Nevan here... with... a review....
I don't support the esteemed indie market as much as I should. I really don't have an excuse since most of the games that come out of small studios are not only cheap, but are also quirky in both art and concept. So during the last Steam sale, while many were picking up copies of year-old-big-studio titles for reduced prices, I decided to pick up some indie games that I had heard good things about.
The game that will simply be known in this review as " AaaaaAa!!" was one of those games I only knew of because I have recently decided, curiously, to let a cynical British person with a trilby and a comprehensible grasp of every curseword in the English language decide all my future purchases. So when said cynical British person with a trilby and a comprehensible grasp of every curseword in the English language brought up AaaaaAa!!! in an article, automatically I was interested. Since this was a guy with a highly developed, or picky, sense of games I felt like I should check it out next time my attention span comes around. It did during the Steam sale, and I would have to say it was worth the reduced investment.
OverviewThe first thing one would notice about AaaaaAa!! is its sense of humor. If not already clear by the title: the developers do not take themselves seriously, and the game follows suit. The game takes place in a strange alternate future where the Earth has evolved technologically thanks to a series of "polystructures" that remain suspended in the atmosphere. Your objective is to BASE jump from these structures for points, and weave in between walls, flying cars, and other strange solid matter.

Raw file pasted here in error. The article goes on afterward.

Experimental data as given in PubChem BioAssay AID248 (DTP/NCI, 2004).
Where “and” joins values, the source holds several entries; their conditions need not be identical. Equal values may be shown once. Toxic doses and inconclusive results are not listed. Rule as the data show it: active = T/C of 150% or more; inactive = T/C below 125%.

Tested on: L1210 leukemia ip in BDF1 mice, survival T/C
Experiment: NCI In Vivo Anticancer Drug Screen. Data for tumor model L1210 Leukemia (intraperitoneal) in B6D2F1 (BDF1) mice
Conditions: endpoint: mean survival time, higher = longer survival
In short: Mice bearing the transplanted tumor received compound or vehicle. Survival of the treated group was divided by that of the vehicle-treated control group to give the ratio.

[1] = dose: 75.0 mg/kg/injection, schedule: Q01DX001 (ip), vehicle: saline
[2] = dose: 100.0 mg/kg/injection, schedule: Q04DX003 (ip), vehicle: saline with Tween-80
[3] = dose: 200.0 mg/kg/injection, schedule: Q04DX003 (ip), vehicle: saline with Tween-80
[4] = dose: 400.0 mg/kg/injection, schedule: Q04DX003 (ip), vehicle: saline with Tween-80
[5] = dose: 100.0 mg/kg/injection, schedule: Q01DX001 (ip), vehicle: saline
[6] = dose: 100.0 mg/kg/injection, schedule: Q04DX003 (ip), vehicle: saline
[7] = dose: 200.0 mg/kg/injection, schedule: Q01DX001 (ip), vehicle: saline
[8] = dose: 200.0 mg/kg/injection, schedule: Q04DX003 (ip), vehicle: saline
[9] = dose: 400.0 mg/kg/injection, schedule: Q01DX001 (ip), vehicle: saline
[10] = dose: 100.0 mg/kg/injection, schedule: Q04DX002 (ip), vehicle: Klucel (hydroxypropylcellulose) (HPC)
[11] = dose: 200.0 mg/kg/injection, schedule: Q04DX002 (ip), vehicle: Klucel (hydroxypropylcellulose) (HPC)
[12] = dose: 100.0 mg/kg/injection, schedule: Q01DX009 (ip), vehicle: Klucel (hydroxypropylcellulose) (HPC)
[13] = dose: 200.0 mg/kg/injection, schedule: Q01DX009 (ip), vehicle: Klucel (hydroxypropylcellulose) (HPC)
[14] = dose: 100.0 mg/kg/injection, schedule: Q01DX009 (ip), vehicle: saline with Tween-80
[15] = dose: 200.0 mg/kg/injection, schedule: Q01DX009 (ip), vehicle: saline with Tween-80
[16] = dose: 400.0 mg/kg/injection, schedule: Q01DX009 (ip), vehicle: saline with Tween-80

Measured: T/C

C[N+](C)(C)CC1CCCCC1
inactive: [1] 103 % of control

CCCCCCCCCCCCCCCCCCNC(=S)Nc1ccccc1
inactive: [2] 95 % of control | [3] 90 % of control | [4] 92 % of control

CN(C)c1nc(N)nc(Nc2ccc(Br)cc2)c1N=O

ExperienceI'm reminded of a few things when I play this game. First off, and I don't know why, the simplistic graphics and rock-electro soundtrack makes me think that this game would've been great to have on the Dreamcast. Having not had one, I can't back up that statement too much. But to me, the game has a sort of late-90s-early-2000s retro feel to it: back when we were starting to work out most of the kinks in 3D gaming. It reminds me most of Rez due to its abstract-style version of the future: which is the only way to depict it. However, it may have been due to a small budget but I must note that there's a small nod to Shenmue hidden in the menu so I may not be too far off.
Another thing I'm reminded of is Star Wars II: Attack of the Clones... and for the many out there, I apologize that I reminded you of that 2-hour Hasbro commercial. If you don't remember, there's a scene where Anakin goes after Padme's would-be assassin by jumping out of his hovercar and down the endless skies above Coruscant. The base jumping in this game is very reminiscent of that, and even the halo jump scene from Tomorrow Never Dies.
But to move away from movie references, I also like to think of this game being like the now-fallen extreme sports genre. I think this game may have be better Tony Hawk than the whole franchise, because it has that adrenaline pumping feeling that comes with extreme sports. Being able to successfully fall through 500 stories of floating city, crash through panes of glass/bonus points, spray graffiti on select buildings, flip off pedestrians on bridges, and then land with all your bones intact has more feeling of accomplishment than the birdman's franchise ever could without feeling that you just barely pulled it all off.